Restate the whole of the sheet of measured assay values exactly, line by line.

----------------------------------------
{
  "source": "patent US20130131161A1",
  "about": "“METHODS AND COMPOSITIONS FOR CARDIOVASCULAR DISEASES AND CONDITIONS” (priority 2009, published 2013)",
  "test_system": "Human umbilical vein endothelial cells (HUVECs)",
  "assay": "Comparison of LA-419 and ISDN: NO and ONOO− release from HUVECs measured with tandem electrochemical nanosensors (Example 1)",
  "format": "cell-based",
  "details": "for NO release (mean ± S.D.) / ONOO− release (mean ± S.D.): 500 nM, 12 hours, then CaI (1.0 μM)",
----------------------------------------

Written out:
{
  "source": "patent US20130131161A1",
  "about": "“METHODS AND COMPOSITIONS FOR CARDIOVASCULAR DISEASES AND CONDITIONS” (priority 2009, published 2013)",
  "test_system": "Human umbilical vein endothelial cells (HUVECs)",
  "assay": "Comparison of LA-419 and ISDN: NO and ONOO− release from HUVECs measured with tandem electrochemical nanosensors (Example 1)",
  "format": "cell-based",
  "details": "for NO release (mean ± S.D.) / ONOO− release (mean ± S.D.): 500 nM, 12 hours, then CaI (1.0 μM)",